With only so many hours in a day to get work done, running a successful, profitable business relies on staff members’ ability to focus on the tasks at hand. So it’s understandable that companies put policies in place to help workers stay productive. Here are four productivity-minded policies that do more harm than good.

Some productivity-minded policies can be overly stringent, working against the core goal of supporting the team. Rather than motivating employees to accomplish their tasks — some practices can leave an employee unsupported. The employee may end up feeling disgruntled, micromanaged, and unenthused about their jobs.

So, what are these policies that do more harm than good?

1. Forbidding remote work

Seeing employees face-to-face, daily, promotes an interactive office culture, but barring them from telecommuting can be detrimental. Communication barriers quickly create distrust.

Also, the option to work remotely attracts a more significant number of applicants to a position. By not considering remote candidates, companies might be missing out on talent and people who would be more productive in the position.

With more access to technology, flexible work schedules are easier to manage than ever. Research shows that, among other benefits, workplace flexibility positively affects productivity. Believe it or not, teleworkers were found to be 35-40% more productive than their fellow in-office coworkers.

Instead of banning remote work, focus on managing a remote team in ways that promote high standards. Key steps include:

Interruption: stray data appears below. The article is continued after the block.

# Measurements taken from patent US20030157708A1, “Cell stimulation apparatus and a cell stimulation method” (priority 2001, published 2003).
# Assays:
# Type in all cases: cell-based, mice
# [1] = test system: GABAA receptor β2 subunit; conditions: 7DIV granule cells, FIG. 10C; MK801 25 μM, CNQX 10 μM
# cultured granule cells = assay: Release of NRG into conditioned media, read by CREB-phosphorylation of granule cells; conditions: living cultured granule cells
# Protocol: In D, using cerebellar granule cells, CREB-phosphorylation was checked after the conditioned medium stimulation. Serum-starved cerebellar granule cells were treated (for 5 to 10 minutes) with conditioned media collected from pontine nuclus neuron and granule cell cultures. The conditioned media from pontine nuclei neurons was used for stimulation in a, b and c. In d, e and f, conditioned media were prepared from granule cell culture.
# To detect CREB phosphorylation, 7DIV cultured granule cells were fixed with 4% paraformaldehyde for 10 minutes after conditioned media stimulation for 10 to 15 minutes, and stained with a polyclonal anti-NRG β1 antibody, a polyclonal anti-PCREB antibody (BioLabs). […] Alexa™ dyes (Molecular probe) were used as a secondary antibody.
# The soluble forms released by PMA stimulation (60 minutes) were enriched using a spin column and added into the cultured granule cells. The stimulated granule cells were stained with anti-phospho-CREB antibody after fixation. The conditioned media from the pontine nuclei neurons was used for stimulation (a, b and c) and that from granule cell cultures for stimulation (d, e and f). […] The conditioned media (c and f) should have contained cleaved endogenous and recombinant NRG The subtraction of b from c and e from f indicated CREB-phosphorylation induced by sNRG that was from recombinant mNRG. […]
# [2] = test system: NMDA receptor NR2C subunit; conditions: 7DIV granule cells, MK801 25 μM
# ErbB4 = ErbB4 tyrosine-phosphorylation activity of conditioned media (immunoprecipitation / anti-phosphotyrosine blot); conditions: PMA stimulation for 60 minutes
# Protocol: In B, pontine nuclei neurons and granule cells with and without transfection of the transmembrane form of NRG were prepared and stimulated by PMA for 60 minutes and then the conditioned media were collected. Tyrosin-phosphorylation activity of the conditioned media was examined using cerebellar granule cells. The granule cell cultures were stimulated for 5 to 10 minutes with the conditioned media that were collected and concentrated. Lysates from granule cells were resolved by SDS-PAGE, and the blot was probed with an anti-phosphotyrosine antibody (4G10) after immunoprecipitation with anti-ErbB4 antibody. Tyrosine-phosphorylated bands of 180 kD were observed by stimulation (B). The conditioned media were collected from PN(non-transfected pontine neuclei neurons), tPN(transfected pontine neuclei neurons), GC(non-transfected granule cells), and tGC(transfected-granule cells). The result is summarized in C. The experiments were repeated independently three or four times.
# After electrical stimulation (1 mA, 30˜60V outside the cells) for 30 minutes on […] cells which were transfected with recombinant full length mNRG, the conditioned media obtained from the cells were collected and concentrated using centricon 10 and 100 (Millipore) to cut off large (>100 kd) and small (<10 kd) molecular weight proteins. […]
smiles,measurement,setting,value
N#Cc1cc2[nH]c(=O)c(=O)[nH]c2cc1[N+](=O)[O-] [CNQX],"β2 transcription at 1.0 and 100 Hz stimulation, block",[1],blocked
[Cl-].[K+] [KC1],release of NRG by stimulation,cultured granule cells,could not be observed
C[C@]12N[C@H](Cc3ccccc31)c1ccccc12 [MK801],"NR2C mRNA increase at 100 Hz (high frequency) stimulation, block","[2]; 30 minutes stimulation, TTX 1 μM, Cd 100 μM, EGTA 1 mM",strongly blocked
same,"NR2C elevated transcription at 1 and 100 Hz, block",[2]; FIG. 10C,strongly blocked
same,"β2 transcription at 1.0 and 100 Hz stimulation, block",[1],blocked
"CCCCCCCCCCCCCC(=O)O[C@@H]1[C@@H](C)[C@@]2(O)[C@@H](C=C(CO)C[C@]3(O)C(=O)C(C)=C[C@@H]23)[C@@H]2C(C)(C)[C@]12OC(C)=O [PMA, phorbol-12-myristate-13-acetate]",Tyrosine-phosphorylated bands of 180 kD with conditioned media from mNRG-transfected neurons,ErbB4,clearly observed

• Setting clear expectations

Just how many pieces of content should a remote writer be delivering on a given day? Should they be checking for and integrating edits as well?

  • Conducting video meetings

Facetime is vital, especially for remote teams. Videoconferencing is an inexpensive way to touch base and bond.

  • Encouraging routine

Routines help people be productive. Don’t micromanage workers’ daily schedules, but do encourage them to establish a workflow that they can stick to.

  • Creating accountability

Some leaders believe that expectations only work when they are enforced. You can use all the same tools with remote workers as you can in-person ones, including raises and promotions as well as reprimands and demotions.

2. Requiring salaried employees to track their time

Federal law does not require companies to keep track of time for their salaried employees. The Fair Labor Standards Act only requires time monitoring for non-exempt employees.

With that said, some companies still require salaried employees to track their time.

The practice of having employees track their time has its benefits: It can help employees stay on task, not work overtime, track their vacation periods, and provide data about the time it takes to accomplish specific projects.

The downside is that requiring salaried employees to track their time could make them feel overly scrutinized, leading to anxiety about whether they are spending too much time on a particular task, and not enough time on others. And there may be an employee who has never had to fill out a timesheet. They may forget these tasks and need a reminder to two.